Community presentations at schools, libraries and community centers are an important aspect of eCybermission, as they bring awareness to issues that residents may not be aware of, in addition to helping students build confidence in summarizing and presenting information on complex topics. “For the students to be able to connect to these people they’re presenting to is very important,” said Kadam. “It’s going outside of their comfort zone in a way.”
Students also learn how problems can arise in the course of developing a project, and how to deal with them in a timely manner. “We encountered a big setback while we were doing our project and we had to reorganize and change the whole project in a short period of time,” Zhou recalled. Accounting for each team member’s schedule was another hurdle, as well as a learning opportunity. “Time management was really difficult, because we had to find times to meet up and work on things as a group and with our advisor,” said Wang.
It also helps students realize the impact they can have on their communities, however small it may be. “There are problems in the community that we can solve in our little ways,” Kadam said. “They feel good that, whatever little they did, the research they have done is helpful to those people in the community.”
At the upper school, students each year participate in an engineering-focused competition called TEAMS (Tests of Engineering Aptitude, Mathematics and Science), formerly known as the Junior Engineering Technical Society. Upper school math teacher Anthony Silk has managed the program since 2007, and in the ensuing years, students have performed very well, with key accolades including a 2016 “Best in Nation” designation and a 2015 second place finish at the national level, as well as numerous distinctions at the state level.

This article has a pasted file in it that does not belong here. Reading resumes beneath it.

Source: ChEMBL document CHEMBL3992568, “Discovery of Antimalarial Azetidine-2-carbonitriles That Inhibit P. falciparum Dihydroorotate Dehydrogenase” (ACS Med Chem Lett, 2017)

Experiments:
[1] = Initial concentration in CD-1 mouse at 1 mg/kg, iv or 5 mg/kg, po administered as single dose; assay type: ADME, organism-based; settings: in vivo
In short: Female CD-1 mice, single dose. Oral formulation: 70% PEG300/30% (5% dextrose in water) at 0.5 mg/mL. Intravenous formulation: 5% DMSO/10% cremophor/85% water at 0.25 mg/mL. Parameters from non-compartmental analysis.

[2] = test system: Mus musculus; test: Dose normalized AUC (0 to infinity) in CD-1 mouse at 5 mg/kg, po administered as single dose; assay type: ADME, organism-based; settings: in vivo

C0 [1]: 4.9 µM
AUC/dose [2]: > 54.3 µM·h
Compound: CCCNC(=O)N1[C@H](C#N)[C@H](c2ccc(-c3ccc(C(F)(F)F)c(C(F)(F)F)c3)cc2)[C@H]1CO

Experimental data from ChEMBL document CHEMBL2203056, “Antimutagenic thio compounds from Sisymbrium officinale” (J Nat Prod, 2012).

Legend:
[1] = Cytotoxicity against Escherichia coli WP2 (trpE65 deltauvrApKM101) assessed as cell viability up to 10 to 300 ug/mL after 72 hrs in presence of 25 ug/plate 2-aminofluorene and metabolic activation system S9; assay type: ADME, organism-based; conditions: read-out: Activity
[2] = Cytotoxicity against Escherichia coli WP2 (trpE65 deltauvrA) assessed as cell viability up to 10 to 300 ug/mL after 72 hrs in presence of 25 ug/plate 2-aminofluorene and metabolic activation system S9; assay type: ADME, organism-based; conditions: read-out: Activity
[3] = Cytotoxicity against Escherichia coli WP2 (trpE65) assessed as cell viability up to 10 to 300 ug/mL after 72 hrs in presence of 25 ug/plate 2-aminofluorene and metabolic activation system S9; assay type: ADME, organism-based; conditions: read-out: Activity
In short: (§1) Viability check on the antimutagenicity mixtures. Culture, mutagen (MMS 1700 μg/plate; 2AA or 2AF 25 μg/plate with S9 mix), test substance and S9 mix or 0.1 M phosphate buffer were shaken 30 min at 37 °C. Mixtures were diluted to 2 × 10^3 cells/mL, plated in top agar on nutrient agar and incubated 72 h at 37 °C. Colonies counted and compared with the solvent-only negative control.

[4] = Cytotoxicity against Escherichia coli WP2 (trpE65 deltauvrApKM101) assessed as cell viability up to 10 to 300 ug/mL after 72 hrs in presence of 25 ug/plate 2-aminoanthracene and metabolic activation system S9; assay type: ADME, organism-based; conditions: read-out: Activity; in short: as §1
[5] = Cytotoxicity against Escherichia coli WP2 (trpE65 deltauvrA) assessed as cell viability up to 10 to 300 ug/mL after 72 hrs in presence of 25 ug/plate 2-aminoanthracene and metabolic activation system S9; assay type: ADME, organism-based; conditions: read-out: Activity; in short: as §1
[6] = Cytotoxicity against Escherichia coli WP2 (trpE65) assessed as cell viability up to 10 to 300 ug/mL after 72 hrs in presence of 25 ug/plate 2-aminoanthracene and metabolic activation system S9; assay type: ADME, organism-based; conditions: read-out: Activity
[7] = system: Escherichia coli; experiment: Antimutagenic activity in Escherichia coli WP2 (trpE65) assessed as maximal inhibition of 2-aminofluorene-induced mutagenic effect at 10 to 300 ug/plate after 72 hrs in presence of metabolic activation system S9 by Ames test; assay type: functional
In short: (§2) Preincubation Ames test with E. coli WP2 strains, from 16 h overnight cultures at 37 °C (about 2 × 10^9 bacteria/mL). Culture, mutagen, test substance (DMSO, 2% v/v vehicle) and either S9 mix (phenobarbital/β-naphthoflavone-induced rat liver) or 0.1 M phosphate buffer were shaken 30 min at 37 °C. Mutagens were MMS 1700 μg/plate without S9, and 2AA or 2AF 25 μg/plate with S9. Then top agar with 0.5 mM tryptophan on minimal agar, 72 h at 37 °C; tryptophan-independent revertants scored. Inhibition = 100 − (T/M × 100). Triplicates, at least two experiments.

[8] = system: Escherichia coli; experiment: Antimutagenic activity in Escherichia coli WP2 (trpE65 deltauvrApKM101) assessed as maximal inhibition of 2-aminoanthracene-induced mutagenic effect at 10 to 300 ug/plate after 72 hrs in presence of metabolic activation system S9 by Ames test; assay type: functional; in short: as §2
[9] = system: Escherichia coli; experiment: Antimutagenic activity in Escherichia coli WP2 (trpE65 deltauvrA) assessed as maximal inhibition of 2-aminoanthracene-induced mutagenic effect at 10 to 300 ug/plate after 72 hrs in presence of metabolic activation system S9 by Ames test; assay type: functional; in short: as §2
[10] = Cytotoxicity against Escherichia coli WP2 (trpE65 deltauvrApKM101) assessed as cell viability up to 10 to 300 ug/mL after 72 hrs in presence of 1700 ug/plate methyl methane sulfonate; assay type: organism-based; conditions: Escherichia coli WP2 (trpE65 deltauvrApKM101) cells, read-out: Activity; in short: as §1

TEAMS has two high school divisions – one for grades 9 and 10 and another for grades 11 and 12 – and each TEAMS competition has three components: a thoroughly researched essay on a given scenario, a multiple-choice exam containing 80 questions on various engineering problems, and a design/build stage in which teams use provided materials to complete a design challenge based on the competition theme for that year.
“I think the engineering challenge was a group favorite,” said Mohindra Vani, grade 10, from this year’s team. “It got our adrenaline pumping and it was gratifying to see the result of our labors take the shape of some tangible object because that wasn’t something we really got in the multiple choice or essay sections of the competition.” Of the three components, Silk said, “One of them is simply pure academics, one of them is more research and one of them is more practical, how you visualize the world and can you make engineering connections,” describing the various skills that come into play in the competition. “[The students are] really trying to find ways that we interact with the environment and how we can do better at that.”
As with other competitions, division of duties according to each team member’s strengths is an important element of success in TEAMS competitions. “This is done in a group of eight, and they have to work together,” Silk said. “No one student can say, ‘Well, I’ll do it all and you check my work.’ It has to be, ‘You’re the chemistry lead, you’re the physics lead, etc.’”
Silk also stressed that the competition is almost entirely student-run; he acts only as the facilitator for the multiple-choice portion. “Some schools have TEAMS classes where they meet every week,” he said. “We don’t do any of this. If this is what they want to do, I provide them with the materials, I provide them past exams so they can see how it is, but they have to get together on their own, they have to study on their own, they have to figure out how to work together on their own.”
The scheduling of the TEAMS competition often makes it difficult for juniors and seniors to compete at the national level due to internships and other obligations, but students in grades 9 and 10 have seen success at nationals on several occasions, including the aforementioned placements in 2015 and 2016, as well as another “Best in Nation” win in 2013 and a fourth place national finish last year.
Silk says, however, that what’s important for the students is not to chase accolades, but to enjoy the act of solving problems through engineering. “I think that’s really important for our kids, that they’re doing this purely for the enjoyment of it because they want to do it and they’re going to drive themselves to do it,” he said. “Not because of a grade, not because somebody’s telling them to do it.”